I am acutely aware that it's hot outside, since the idea of writing a blog post on the ongoing heat wave, and the heat that preceded it in June, has caused me to start sweating. Well, that and the fact that it is ridiculously hot outside. Did I mention that it's hot out? I'm not sure if I did, since the heat is making me a bit woozy.
Even if I did make note of the heat, I probably should mention it again anyway, because man, it sure is hot out.
As in, hot enough that even urban hipsters are wearing shorts instead of slim-cut jeans. Hot enough that dogs on the street are kicking up their paws every few seconds because the pavement is scalding them. Hot enough that every conversation I've had today has begun with, "Hot enough for ya?"
Frequent readers of my posts probably expect me to get all animated about how this heat wave is yet another indication of climate change's effects on our lives in the 21st century, and how this sort of thing will become more frequent and severe in coming years. There is, after all, plenty of scientific evidence pointing to increasing heat wave impacts due to climate change. I wrote about this last year, when a study by one of my colleagues at Climate Central was published, showing that warm-weather records have outpaced cool-weather records nationwide by a ratio of about 2 to 1 in the past decade. That study also projected an increase in the number of very warm days in D.C. during the month of August by the middle of this century.
Frequent readers of mine also probably know that no single heat wave can be attributed to global climate change.
Being the climate science writer for CWG, it would be rather odd if I were to ignore what may turn out to be one of the most intense early-season heat waves in recent decades. Where I am writing from today, in Brooklyn Heights, New York, it is currently close to 100 degrees outside. An in-depth discussion of global warming and heat waves would just make me hotter, and might do the same to you, dear readers. I don't want anyone passing out from reading this.
How about I hit you with some rapid-fire statistics to put this heat into some perspective, and then encourage the thinking of cooler thoughts?
First, even before this heat wave began, temperatures had already been running above normal lately. May and June were exceptionally warm across the eastern U.S., especially the mid-Atlantic. As we noted last week, Washington recorded its warmest June on record, along with numerous other cities, mainly along the eastern seaboard.
According to Guy Walton of The Weather Channel, many more warm-temperature records were set during May and June than cold-temperature records. In an email exchange, Walton told me there were 3,234 daily record highs (including ties) set nationwide during May and June, compared to 1,493 daily record lows (including ties). There were only five "all time" record highs set or tied during May/June 2010 and no "all time" record lows, but there were 102 monthly highs set (or tied) vs. 52 monthly lows set (or tied) during the period.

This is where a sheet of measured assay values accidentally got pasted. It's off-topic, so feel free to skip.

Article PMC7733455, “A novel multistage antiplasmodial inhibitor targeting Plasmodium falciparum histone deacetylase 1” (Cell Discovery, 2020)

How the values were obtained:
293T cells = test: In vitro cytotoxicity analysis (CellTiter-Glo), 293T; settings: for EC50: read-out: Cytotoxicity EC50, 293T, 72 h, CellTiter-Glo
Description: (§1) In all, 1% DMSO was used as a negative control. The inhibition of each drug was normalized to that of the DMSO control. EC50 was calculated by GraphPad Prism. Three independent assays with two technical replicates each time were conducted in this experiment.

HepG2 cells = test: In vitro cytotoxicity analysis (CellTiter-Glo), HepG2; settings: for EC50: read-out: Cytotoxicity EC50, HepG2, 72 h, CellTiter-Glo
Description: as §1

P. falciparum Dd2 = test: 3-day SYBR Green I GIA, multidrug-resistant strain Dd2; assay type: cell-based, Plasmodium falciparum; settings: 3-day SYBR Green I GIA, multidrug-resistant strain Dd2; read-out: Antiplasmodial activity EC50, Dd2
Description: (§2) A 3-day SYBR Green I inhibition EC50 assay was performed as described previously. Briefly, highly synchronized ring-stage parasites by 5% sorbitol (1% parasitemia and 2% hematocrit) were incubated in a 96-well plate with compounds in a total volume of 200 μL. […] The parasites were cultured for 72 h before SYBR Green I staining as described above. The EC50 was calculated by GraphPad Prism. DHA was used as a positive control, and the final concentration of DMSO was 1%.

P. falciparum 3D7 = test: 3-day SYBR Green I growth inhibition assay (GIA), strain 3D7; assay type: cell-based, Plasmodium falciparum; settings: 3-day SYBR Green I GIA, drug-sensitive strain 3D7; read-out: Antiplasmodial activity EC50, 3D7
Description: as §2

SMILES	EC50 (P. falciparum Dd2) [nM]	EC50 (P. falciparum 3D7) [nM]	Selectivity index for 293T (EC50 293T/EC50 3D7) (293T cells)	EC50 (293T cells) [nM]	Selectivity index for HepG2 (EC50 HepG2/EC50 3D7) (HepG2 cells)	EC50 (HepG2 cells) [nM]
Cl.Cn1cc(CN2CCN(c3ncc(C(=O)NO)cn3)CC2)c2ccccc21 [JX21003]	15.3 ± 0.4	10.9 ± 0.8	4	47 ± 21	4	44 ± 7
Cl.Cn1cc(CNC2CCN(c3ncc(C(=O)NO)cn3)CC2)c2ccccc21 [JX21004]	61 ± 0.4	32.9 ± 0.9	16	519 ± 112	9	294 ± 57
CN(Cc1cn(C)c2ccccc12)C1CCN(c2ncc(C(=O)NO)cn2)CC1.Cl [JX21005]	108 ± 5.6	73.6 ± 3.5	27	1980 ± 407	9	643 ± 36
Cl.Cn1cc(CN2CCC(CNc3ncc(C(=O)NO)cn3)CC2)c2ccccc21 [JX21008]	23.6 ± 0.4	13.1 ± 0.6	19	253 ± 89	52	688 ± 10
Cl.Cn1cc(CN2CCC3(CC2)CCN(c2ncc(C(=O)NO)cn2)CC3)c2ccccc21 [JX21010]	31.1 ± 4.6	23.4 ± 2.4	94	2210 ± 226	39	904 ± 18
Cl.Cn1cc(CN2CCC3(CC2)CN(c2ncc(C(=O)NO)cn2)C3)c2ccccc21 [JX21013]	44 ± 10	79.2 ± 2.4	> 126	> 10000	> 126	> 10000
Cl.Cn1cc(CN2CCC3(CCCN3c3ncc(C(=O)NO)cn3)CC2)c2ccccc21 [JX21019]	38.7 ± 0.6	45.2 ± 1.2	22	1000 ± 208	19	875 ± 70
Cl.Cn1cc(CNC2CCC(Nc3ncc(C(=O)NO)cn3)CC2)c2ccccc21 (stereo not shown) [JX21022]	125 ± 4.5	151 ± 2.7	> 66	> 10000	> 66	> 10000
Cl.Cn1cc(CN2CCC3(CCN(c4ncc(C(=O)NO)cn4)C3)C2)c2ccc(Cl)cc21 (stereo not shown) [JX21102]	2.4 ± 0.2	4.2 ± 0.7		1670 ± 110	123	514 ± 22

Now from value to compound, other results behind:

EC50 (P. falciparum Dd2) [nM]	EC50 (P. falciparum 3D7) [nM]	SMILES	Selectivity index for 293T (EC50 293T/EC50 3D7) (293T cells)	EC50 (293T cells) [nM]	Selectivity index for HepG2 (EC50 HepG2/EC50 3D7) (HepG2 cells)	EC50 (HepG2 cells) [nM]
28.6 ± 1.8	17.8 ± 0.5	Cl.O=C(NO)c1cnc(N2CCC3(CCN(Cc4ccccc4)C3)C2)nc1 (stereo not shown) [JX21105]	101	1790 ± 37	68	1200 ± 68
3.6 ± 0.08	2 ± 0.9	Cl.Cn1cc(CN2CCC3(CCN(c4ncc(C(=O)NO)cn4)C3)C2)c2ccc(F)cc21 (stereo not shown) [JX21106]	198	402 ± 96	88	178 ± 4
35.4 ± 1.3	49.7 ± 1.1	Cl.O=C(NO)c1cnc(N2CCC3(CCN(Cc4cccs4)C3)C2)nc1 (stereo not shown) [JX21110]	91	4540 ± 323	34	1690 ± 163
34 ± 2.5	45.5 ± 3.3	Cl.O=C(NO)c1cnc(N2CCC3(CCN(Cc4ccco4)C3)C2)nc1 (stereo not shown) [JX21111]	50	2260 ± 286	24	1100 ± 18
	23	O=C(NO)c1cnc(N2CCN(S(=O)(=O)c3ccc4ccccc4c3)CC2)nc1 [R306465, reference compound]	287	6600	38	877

Walton also noted that there were 6,870 daily record high minimums (including ties) vs 2,570 daily record low maximums (including ties) in May/June 2010. This is noteworthy since daily minimum temperatures have been increasing faster than daily maximum temperatures, which is consistent with what scientists expect to happen as greenhouse gas concentrations increase, since such gases inhibit heat from escaping into the atmosphere, especially during the night as radiational cooling sets in.
The globe as a whole is on track to have its warmest year on record, or close to it, depending in part on how the cessation of an El Nino event in the Pacific affects global temperatures. El Nino events are known to warm the planet, providing an extra boost to already warming temperatures, whereas La Nina conditions, which may be developing now, do the opposite.
The heat wave that we are now in the grips of may topple some records, but as CWG's Kevin Ambrose wrote last week, it is not likely to go down in history as the worst heat wave on record, which occurred in the Dust Bowl era during the 1930s. However, it is interesting that it is occurring early in the summer, compared to late July or August, when most of our intense heat waves tend to occur.
Ok, now I am sweating again. I need to think about cool things. Like a (rapidly melting) glacier in the Andes. Or a torrent of frigid, turquoise water pouring into a Moulin on the Greeland ice cap.
Wait a sec, those images were both climate change-related. Sorry about that.
Perhaps it would be best if we all just pictured what streets looked like during "Snowmageddon." If only that resilient pile of snow near the BWI Airport parking garage had hung in there a bit longer. Surely it would be a tourist destination right about now.
"Come sink your feet into the miracle snow! Cool off with a natural slushy! Take a scoop home for the kids! Come get it while it's still cold!"
Stay cool out there everyone.
The views expressed here are the author's alone and do not represent any position of the Washington Post, its news staff or the Capital Weather Gang.